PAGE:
It may be hard to accurately communicate your message to someone who’s not physically present. To begin with, there are several technological issues at play, such as internet connectivity and time zone differences. Additionally, it might be more gratifying to explain tasks or communicate with someone who is physically in front of you. A workplace that includes remote workers necessitates constant digital communication.
Digital communication tools like emails, texts, or chats can have adverse effects in the workplace, especially while communicating with remote employees. Small nuances like tone, expression, and intent can get lost and mixed up through digital mediums, creating confusion and misunderstandings. Simple tasks can become complicated due to poor communication, and the relationship between remote and on-site workers can be rough. This sort of communication can negatively impact workplace culture, thereby resulting in dysfunction.
Little or No Friendship Between Workers
It’s hard to foster wholesome friendships between employees who never meet. Online friendships can only go so far, but it’s true that the proverbial water cooler bonding that occurs in on-site offices is essential. On-site workers aren’t easily able to bond with their remote counterparts due to time differences and distance, leading to dissonance and dysfunction in the workplace.
If a company employs remote workers, they might see competition forming between them and on-site employees. On-site workers might feel it is unfair for them to have to put in physical hours while remote employees get paid the same amount but can work from anywhere. This can lead to internal conflicts where employees behave unprofessionally or refuse to work towards shared goals, thereby resulting in workplace dysfunction.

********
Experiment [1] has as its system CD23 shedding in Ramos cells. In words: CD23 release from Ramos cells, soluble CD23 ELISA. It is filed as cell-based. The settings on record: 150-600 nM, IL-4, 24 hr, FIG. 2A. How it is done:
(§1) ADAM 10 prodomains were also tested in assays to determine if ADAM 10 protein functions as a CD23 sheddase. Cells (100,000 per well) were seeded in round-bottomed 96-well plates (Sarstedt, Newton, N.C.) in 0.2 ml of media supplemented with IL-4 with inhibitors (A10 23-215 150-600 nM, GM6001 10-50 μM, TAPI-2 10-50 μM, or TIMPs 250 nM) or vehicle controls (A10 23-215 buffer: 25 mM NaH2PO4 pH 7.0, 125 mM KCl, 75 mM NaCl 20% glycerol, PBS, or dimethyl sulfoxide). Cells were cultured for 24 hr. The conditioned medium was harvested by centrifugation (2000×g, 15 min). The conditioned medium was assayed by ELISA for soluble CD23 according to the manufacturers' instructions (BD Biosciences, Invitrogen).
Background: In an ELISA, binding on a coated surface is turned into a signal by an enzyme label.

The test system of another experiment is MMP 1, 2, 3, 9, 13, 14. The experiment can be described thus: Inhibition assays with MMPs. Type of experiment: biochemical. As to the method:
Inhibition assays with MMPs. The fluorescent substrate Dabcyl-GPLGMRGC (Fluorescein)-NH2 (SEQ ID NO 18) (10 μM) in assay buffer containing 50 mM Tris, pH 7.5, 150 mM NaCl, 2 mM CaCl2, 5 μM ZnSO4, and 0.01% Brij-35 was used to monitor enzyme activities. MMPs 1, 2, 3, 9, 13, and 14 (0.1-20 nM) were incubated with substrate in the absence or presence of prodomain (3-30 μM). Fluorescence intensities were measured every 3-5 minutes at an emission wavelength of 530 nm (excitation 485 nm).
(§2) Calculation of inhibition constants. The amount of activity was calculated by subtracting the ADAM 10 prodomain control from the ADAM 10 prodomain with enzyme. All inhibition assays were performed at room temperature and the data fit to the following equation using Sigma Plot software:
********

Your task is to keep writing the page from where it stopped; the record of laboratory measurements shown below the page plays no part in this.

The one mistake that leaders can unintentionally make is keeping certain kinds of employees isolated from one another. They may keep either on-site or remote workers in the dark about different projects, causing resentment to develop between them. Not only does this hamper communication and friendship, but it also stops employees from being able to trust each other. This can increase dysfunction, especially as remote workers aren’t around the office as much as their counterparts.
Lack of Contribution to New Ideas
On-site workers get to experience productive collective sessions and huddles where they can come up with new ideas. However, such collaborative environments are missing for remote workers. So, remote employees who lack trust and visibility with their team might not be inclined to work towards a shared goal. They might feel demotivated and unwilling to innovate or switch things up, thereby triggering an environment of dysfunction.
Remote employees have become a veritable necessity in modern times for many companies. Although remote-based working showcases fruitful outcomes in many ways, it is not easy to manage a hybrid workforce. Moreover, remote working is not helping much in addressing dysfunctional workplaces. As discussed above, certain consequences can result in a dysfunctional workplace. To sum up, remote work cannot be the solution to workplace dysfunction. Rather, remote employees can usher in new workplace conflicts that increase dysfunction altogether.